Materials science research at Texas State University-San Marcos is poised to become a national leader in the developing field of multifunctional materials, thanks to a grant of $4 million from the Texas Emerging Technology Fund.
The grant will be used to operate and staff a newly established center for the research, development and commercialization of multifunctional materials to drive the development and innovation for the next generation of devices used in the fields of energy, security and health.
The establishment of the materials growth facility has been a priority of Texas State President Denise Trauth and Provost Perry Moore.
Trauth said, “This is a momentous event for Texas State. It takes us to a new level of prestige within the research community and allows us to better serve our students and the state of Texas.”
Tom Myers, professor and director of the MSE program, said, “The establishment of this materials growth capability at Texas State will allow us to attract additional world class researchers, especially those with an interest in solving real-world problems that have commercial applications and societal impact.”
The term “multifunctional materials” refers to the use of a material or class of materials for multiple functions. Information processing and high-density, light-weight information storage are applications that could reap immediate benefits from the field of study, but other, more diverse uses include more efficient solar power generation and entirely new classical and quantum approaches to computing and communication. The federal government has even expressed interest in sophisticated, next-generation sensors that could be developed from this research for homeland security purposes.
Terry Golding, holder of the University Chair in Materials Science and Engineering, and director of Texas State’s Center for Research Commercialization, said, “This will give Texas State an unprecedented capability in terms of different types of electronics materials that can be produced and researched. In effect, this immediately places Texas State at the center of multifunctional materials research.”
The MSE program is a collaborative effort involving the chemistry, biochemistry, physics, technology and engineering programs at Texas State, as well as the Nanomaterials Application Center, the Center for Nanophase Research, the Center for Coatings and Biobased Technology and the Institute for Environmental and Industrial Science.
Gary Beall, associate professor of chemistry and associate director of the MSE Program, said, “The interdisciplinary research fostered by the study of multifunctional materials is also having a strong impact on student education, allowing them to be a better prepared resource for emerging high-tech industries within the State of Texas.”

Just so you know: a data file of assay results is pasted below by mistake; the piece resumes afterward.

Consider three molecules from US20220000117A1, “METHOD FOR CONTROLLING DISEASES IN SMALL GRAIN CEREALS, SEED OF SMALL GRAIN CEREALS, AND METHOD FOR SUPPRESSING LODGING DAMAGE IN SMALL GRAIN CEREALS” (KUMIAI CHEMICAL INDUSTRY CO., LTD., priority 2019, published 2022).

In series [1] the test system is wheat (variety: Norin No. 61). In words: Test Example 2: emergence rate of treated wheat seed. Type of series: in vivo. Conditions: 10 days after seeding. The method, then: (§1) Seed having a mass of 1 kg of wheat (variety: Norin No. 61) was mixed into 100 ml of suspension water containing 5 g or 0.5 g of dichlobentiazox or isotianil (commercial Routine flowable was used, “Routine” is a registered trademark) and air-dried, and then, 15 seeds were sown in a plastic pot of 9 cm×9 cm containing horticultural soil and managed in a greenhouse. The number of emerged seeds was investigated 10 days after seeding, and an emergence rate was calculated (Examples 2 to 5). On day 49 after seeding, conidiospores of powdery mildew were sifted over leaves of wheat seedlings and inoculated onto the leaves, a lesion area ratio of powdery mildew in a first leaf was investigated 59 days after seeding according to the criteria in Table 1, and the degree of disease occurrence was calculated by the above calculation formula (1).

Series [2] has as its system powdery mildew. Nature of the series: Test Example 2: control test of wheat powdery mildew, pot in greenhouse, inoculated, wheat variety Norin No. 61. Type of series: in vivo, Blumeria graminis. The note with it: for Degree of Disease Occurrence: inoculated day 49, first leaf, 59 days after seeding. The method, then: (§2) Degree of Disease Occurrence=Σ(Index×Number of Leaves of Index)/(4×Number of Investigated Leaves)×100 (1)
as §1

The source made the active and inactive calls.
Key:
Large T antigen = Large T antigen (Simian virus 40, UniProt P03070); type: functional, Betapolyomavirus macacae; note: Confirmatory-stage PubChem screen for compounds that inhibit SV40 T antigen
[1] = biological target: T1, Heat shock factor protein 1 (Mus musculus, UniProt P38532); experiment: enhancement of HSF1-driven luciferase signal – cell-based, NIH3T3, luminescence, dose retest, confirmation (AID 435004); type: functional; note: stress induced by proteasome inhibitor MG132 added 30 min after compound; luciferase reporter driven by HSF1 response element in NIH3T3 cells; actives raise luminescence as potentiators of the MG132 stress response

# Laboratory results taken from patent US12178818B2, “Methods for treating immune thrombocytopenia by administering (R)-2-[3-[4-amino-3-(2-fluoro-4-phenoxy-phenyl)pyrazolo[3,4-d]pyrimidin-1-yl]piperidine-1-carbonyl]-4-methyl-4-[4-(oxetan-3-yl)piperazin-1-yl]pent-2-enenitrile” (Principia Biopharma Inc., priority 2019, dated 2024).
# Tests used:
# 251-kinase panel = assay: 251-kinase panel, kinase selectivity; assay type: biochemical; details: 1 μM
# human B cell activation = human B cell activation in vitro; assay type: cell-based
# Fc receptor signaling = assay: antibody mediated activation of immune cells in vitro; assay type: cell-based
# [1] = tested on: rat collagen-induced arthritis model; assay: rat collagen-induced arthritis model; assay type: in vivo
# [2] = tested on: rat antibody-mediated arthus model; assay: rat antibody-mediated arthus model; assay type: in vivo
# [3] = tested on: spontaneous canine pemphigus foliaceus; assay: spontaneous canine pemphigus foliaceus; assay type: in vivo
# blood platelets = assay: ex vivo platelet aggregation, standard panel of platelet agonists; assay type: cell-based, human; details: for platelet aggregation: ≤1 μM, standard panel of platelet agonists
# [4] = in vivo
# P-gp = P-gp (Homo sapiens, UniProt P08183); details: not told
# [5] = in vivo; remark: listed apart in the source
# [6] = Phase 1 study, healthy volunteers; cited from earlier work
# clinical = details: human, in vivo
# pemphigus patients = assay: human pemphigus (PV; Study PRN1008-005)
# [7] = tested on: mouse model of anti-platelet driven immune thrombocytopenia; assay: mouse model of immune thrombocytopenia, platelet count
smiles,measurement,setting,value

One of the key roles of the MSE program is to nurture and expand the expertise and talent necessary to foster new fields, industries and technologies. Research conducted within the program will have an immediate impact on the Texas economy, and is expected to attract additional federal research funding as it produces new commercial endeavors in support of civilian, defense and security applications.
“Such developments are at the forefront of current science and technology and promise to provide breakthroughs that can strengthen current industries and facilitate the emergence of entirely new industries,” said Bill Covington, associate vice president for research and federal affairs.
Freescale Semiconductor donated a molecular beam epitaxy tool and related equipment valued at more than $4 million. Motorola has donated a dual chamber production type molecular beam epitaxy system in support of the materials science program at Texas State.
The grant from the Texas Emerging Technology Fund was made as part of the program’s Research Superiority Acquisition effort. Priority for ETF Research Superiority Acquisition is given to proposals that involve scientific or technical fields that have a reasonable probability of enhancing the state's national and global economic competitiveness, may result in a medical or scientific breakthrough, are interdisciplinary, have or may attract federal and other outside funding for research superiority, and are likely to create a nationally or internationally recognized locus of research superiority.